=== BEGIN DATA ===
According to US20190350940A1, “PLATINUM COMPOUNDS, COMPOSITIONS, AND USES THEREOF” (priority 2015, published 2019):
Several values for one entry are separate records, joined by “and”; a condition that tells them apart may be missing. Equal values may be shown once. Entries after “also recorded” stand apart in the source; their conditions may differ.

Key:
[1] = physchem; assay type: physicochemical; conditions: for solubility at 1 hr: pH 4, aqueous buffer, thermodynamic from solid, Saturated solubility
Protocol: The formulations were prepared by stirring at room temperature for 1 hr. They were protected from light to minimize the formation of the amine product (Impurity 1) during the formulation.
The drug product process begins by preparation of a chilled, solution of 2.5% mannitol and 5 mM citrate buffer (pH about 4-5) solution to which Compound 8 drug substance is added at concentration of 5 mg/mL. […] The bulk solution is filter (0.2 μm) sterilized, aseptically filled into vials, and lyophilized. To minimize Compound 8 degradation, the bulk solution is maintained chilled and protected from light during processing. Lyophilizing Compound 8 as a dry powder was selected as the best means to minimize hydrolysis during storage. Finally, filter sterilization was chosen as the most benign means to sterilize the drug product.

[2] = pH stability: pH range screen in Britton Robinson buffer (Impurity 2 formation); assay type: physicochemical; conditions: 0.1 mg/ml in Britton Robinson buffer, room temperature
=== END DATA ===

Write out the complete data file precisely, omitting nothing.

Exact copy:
According to US20190350940A1, “PLATINUM COMPOUNDS, COMPOSITIONS, AND USES THEREOF” (priority 2015, published 2019):
Several values for one entry are separate records, joined by “and”; a condition that tells them apart may be missing. Equal values may be shown once. Entries after “also recorded” stand apart in the source; their conditions may differ.

Key:
[1] = physchem; assay type: physicochemical; conditions: for solubility at 1 hr: pH 4, aqueous buffer, thermodynamic from solid, Saturated solubility
Protocol: The formulations were prepared by stirring at room temperature for 1 hr. They were protected from light to minimize the formation of the amine product (Impurity 1) during the formulation.
The drug product process begins by preparation of a chilled, solution of 2.5% mannitol and 5 mM citrate buffer (pH about 4-5) solution to which Compound 8 drug substance is added at concentration of 5 mg/mL. […] The bulk solution is filter (0.2 μm) sterilized, aseptically filled into vials, and lyophilized. To minimize Compound 8 degradation, the bulk solution is maintained chilled and protected from light during processing. Lyophilizing Compound 8 as a dry powder was selected as the best means to minimize hydrolysis during storage. Finally, filter sterilization was chosen as the most benign means to sterilize the drug product.

[2] = pH stability: pH range screen in Britton Robinson buffer (Impurity 2 formation); assay type: physicochemical; conditions: 0.1 mg/ml in Britton Robinson buffer, room temperature